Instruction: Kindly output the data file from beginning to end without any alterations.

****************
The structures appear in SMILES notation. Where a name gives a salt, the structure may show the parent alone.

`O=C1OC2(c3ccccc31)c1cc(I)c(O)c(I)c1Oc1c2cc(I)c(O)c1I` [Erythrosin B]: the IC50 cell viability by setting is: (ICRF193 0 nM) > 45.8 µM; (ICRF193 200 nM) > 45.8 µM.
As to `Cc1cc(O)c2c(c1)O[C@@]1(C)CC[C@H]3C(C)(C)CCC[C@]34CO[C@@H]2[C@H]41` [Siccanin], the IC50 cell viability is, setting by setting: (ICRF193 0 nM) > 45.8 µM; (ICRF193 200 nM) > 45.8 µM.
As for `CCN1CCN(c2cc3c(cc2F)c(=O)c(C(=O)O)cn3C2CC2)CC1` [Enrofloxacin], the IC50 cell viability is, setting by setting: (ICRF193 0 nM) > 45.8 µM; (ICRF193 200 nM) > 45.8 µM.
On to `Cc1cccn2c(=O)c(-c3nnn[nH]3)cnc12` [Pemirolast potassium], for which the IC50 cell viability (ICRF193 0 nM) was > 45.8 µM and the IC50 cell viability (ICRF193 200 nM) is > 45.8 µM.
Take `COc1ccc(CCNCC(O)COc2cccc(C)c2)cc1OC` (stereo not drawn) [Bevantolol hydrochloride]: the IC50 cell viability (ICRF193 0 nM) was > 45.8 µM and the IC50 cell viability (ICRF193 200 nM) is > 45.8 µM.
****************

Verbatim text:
The structures appear in SMILES notation. Where a name gives a salt, the structure may show the parent alone.

`O=C1OC2(c3ccccc31)c1cc(I)c(O)c(I)c1Oc1c2cc(I)c(O)c1I` [Erythrosin B]: the IC50 cell viability by setting is: (ICRF193 0 nM) > 45.8 µM; (ICRF193 200 nM) > 45.8 µM.
As to `Cc1cc(O)c2c(c1)O[C@@]1(C)CC[C@H]3C(C)(C)CCC[C@]34CO[C@@H]2[C@H]41` [Siccanin], the IC50 cell viability is, setting by setting: (ICRF193 0 nM) > 45.8 µM; (ICRF193 200 nM) > 45.8 µM.
As for `CCN1CCN(c2cc3c(cc2F)c(=O)c(C(=O)O)cn3C2CC2)CC1` [Enrofloxacin], the IC50 cell viability is, setting by setting: (ICRF193 0 nM) > 45.8 µM; (ICRF193 200 nM) > 45.8 µM.
On to `Cc1cccn2c(=O)c(-c3nnn[nH]3)cnc12` [Pemirolast potassium], for which the IC50 cell viability (ICRF193 0 nM) was > 45.8 µM and the IC50 cell viability (ICRF193 200 nM) is > 45.8 µM.
Take `COc1ccc(CCNCC(O)COc2cccc(C)c2)cc1OC` (stereo not drawn) [Bevantolol hydrochloride]: the IC50 cell viability (ICRF193 0 nM) was > 45.8 µM and the IC50 cell viability (ICRF193 200 nM) is > 45.8 µM.